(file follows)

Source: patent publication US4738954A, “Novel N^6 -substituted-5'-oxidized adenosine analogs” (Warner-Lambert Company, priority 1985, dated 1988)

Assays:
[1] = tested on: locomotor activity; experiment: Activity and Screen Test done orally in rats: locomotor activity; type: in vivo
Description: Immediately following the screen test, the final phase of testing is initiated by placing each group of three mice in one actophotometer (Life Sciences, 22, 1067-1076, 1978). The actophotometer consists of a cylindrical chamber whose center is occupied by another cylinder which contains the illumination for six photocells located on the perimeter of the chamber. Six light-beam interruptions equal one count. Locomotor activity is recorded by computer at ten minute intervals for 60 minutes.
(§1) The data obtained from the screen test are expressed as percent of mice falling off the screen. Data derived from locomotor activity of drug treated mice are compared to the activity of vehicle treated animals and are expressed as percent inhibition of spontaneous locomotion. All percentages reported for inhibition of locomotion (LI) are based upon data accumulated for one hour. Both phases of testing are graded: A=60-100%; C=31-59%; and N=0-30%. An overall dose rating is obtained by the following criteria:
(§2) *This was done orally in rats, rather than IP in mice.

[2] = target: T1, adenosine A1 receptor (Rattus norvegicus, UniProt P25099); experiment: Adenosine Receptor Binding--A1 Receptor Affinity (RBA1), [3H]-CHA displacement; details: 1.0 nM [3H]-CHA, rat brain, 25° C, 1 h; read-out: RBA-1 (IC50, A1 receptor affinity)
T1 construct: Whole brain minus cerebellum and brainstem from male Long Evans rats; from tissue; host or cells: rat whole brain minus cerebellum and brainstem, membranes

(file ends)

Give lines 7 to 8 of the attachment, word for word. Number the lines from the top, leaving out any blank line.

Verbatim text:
[2] = target: T1, adenosine A1 receptor (Rattus norvegicus, UniProt P25099); experiment: Adenosine Receptor Binding--A1 Receptor Affinity (RBA1), [3H]-CHA displacement; details: 1.0 nM [3H]-CHA, rat brain, 25° C, 1 h; read-out: RBA-1 (IC50, A1 receptor affinity)
T1 construct: Whole brain minus cerebellum and brainstem from male Long Evans rats; from tissue; host or cells: rat whole brain minus cerebellum and brainstem, membranes